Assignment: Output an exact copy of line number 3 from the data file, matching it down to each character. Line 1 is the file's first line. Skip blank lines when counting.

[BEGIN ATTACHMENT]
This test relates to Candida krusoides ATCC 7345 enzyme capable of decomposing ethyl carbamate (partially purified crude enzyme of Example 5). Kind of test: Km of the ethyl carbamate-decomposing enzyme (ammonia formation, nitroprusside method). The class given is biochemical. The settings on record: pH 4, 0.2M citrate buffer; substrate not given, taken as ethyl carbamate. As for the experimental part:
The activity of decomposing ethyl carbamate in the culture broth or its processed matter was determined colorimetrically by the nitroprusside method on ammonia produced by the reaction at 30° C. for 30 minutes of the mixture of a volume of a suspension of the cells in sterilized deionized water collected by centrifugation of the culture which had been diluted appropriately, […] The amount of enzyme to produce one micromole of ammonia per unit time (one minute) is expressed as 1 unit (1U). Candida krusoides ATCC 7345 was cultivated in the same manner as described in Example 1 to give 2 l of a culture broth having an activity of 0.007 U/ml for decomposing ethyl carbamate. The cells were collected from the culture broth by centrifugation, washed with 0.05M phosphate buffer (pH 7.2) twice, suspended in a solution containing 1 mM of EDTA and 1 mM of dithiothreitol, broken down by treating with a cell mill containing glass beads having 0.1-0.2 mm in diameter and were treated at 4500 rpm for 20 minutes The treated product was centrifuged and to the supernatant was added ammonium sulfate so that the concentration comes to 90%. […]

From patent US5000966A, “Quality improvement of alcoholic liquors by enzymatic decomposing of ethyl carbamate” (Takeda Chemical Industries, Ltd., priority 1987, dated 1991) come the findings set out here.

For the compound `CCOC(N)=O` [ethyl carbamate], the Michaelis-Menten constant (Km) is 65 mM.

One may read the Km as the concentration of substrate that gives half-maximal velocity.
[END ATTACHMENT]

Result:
From patent US5000966A, “Quality improvement of alcoholic liquors by enzymatic decomposing of ethyl carbamate” (Takeda Chemical Industries, Ltd., priority 1987, dated 1991) come the findings set out here.